Indifferent people are afraid of the world and the repercussions of their own choices. That’s why they don’t make any meaningful choices. They hide in a gray, emotionless pit of their own making, self-absorbed and self-pitying, perpetually distracting themselves from this unfortunate thing demanding their time and energy called life.
Manson, Mark (2016-09-13). The Subtle Art of Not Giving a F*ck: A Counterintuitive Approach to Living a Good Life (p. 15). HarperCollins. Kindle Edition.
I’m a follower. Sometimes I blame this on the fact that I’m the last of 4 siblings – I had several people more than willing to make plans and decisions growing up, all I had to do was sit back and go with the flow. Going with the flow can be a useful trait, and one I value pretty highly – but when I ran across this paragraph, it hit me pretty hard.
I don’t make choices. Sometimes I don’t make choices because I just legitimately don’t care. Want to go out to dinner? I’ll go literally anywhere. Anywhere. And I’ll be fine with it. Want to make plans? I don’t have any, but whatever you want to do is fine.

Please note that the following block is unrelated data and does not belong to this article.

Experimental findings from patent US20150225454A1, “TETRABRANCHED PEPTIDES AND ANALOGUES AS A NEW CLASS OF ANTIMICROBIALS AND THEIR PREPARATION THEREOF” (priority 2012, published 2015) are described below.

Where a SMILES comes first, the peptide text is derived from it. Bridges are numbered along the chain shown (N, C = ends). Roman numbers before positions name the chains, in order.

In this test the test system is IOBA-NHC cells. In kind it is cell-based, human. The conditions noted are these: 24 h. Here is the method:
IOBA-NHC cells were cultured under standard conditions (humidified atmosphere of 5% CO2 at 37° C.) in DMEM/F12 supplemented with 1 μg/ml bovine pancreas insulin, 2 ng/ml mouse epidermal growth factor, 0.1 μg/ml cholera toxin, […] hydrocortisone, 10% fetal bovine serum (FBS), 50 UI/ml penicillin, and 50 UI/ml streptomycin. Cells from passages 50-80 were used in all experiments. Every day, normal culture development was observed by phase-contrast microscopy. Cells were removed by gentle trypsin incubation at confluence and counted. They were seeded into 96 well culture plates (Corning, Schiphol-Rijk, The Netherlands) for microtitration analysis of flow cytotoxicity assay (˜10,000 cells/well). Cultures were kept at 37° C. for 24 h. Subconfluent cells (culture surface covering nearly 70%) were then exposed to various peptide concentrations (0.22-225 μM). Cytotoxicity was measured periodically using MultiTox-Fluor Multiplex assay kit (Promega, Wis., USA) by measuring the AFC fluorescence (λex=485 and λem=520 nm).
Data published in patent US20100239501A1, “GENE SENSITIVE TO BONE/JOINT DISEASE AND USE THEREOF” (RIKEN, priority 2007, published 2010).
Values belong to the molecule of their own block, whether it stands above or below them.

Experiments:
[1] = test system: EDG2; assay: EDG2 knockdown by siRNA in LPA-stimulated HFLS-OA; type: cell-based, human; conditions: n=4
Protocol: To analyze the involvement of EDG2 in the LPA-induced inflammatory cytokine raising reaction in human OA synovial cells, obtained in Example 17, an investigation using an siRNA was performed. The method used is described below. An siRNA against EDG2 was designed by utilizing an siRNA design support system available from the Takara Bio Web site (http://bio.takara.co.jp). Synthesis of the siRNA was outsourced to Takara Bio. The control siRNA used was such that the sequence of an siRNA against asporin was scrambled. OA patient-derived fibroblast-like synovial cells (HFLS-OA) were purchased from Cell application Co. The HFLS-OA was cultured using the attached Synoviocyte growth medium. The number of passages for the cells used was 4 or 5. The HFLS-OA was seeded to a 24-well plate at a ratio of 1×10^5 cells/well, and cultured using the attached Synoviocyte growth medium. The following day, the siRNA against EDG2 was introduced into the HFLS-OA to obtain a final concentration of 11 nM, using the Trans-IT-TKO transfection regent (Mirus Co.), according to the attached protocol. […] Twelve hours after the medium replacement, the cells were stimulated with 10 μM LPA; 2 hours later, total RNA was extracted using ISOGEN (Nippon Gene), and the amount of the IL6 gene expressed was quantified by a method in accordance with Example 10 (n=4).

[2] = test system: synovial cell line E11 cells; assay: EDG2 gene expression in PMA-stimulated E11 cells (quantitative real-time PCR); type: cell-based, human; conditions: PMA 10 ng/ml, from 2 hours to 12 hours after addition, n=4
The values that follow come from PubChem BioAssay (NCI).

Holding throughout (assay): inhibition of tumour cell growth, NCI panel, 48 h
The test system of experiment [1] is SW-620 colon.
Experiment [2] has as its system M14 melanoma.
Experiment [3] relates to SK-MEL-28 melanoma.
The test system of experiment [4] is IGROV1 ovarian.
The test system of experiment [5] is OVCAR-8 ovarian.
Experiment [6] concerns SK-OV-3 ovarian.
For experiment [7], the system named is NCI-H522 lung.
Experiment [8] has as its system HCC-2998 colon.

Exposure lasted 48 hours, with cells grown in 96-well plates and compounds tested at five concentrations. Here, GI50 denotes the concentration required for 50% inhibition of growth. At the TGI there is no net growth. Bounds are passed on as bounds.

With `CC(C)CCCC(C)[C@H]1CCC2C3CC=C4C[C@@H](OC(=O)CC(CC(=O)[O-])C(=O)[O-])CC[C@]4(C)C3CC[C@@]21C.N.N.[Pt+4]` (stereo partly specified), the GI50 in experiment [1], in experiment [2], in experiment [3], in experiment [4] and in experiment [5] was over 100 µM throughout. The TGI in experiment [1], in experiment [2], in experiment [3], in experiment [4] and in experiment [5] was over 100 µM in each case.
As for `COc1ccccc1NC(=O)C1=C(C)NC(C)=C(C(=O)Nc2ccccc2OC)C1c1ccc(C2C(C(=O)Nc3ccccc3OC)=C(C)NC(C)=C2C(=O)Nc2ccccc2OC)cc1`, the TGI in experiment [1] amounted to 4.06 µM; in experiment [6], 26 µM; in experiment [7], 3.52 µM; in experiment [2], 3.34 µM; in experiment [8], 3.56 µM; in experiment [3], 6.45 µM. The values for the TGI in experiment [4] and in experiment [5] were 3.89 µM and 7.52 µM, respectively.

I’ve become suspicious that long term, there’s a cost to living this way – to constantly going with the flow, and relying on others to make plans or take charge. Moment to moment, it’s convenient. But, while there’s value in the ability to be content with whatever choice is made, at the end of the day, I’m living with someone else’s choices, not making them myself. At some point, I fear that results in living someone else’s life – or worse, living an average of the life of all the people I interact with. Life by committee.
The alternative, for me, or people like me, is scary – for exactly the reasons Manson describes. Indifferent people are afraid of the world and the repercussions of their own choices. Choosing means being willing to deal with the consequences of my choices. Even something as simple as dinner bears consequences. What if it’s bad, or people don’t like it?
Maybe more significantly, publicly making a choice means being vulnerable. Indifference is a shield, ready to be wielded to ward off prying eyes into who I am and what I value – and by extension, avoiding criticism on those things. It’s safer to stay indifferent – to feel out what other people think or feel before speaking, and lessen the risk of saying or doing anything particularly authentic.
The next time you and I go out to dinner, and it comes time to choose a place, and I inevitably tell you “I don’t care”, or “I’m game for anything”, just leave without me.